By the light of my Christmas tree, I sent an email to my children's Christian school teachers. "Please exempt my child from making or coloring pictures of Jesus, even as an infant in a manger," I wrote. This email was long overdue. For weeks, my kids had been bringing home coloring pages and art projects of nativity scenes. They'd pull them out of bulging backpacks and hand them over with sheepish looks. I know our family doesn't do this, their faces said, but the teacher told me to.
This time of year even non-Christians can scarcely ignore images of Jesus. He's the rustic wooden bundle in a neighbor's crèche. He's the plastic doll, lying on hay, at the children's Christmas pageant. He's the radiant little boy in thousands of beautiful and skillful works of art, representing the aesthetic of countless cultures and periods of human history.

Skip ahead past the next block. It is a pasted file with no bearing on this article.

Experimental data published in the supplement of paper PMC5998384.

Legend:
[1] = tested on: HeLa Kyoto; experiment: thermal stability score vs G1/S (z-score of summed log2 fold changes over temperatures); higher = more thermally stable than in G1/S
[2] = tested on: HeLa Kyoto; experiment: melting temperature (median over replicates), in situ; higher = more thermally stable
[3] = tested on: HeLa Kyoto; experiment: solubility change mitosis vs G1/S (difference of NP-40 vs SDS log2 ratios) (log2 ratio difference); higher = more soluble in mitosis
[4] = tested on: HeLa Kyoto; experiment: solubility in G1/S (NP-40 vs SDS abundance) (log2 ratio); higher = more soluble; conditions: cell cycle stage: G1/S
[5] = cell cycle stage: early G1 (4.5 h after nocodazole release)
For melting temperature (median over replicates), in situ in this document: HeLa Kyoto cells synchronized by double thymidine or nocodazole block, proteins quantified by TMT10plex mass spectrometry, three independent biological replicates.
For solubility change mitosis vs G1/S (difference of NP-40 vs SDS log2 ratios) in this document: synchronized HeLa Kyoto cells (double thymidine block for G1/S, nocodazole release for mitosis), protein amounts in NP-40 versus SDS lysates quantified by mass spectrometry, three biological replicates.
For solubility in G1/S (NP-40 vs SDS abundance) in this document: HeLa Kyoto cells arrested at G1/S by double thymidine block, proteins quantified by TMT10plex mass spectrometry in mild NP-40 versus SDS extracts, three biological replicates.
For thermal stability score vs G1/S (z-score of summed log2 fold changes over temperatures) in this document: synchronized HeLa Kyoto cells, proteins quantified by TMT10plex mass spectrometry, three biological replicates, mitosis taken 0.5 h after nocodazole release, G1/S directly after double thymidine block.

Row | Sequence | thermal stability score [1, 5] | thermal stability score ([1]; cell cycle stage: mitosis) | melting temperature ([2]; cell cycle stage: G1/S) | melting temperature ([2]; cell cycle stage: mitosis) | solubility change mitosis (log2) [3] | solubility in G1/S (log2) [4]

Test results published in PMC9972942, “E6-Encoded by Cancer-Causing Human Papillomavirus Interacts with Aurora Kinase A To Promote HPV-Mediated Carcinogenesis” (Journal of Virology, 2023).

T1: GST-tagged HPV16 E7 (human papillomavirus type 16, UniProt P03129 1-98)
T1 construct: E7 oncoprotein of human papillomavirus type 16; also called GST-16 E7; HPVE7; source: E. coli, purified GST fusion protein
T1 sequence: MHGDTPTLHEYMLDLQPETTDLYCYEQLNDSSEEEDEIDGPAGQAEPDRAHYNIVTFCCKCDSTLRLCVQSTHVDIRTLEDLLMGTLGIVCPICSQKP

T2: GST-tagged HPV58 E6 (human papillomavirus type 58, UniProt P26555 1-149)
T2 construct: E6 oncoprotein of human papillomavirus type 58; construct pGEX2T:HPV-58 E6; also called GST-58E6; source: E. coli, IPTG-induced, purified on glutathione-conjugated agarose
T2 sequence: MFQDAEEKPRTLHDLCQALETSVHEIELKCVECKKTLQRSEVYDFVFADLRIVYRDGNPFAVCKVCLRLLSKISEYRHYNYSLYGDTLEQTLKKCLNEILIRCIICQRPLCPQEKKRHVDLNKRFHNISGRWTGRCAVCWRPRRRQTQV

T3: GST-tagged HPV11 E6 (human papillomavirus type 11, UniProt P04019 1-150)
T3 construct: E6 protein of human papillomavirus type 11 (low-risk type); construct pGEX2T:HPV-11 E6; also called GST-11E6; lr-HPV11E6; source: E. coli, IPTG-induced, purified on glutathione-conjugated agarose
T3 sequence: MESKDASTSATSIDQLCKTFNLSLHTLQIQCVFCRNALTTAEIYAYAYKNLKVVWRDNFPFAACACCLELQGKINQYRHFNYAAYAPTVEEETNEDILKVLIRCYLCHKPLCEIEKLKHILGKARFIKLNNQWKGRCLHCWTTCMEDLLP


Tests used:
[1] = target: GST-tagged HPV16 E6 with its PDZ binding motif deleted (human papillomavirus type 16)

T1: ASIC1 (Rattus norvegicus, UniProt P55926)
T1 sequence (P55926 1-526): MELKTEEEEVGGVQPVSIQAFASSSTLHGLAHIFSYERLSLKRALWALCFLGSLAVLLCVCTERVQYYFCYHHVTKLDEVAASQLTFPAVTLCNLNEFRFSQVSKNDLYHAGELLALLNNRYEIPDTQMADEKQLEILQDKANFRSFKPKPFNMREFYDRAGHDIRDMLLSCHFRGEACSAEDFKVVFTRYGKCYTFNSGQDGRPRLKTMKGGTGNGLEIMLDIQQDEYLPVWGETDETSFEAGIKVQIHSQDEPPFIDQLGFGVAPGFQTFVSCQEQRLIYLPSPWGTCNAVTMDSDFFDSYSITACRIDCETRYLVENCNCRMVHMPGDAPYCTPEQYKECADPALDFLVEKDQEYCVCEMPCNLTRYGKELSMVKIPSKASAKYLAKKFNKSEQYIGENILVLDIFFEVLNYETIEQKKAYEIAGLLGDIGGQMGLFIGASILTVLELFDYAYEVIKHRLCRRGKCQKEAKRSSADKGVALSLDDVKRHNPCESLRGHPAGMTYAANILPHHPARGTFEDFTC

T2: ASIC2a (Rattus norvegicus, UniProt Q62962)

But the recent controversy over what Jesus looked like (What color was his skin? His hair? His ...1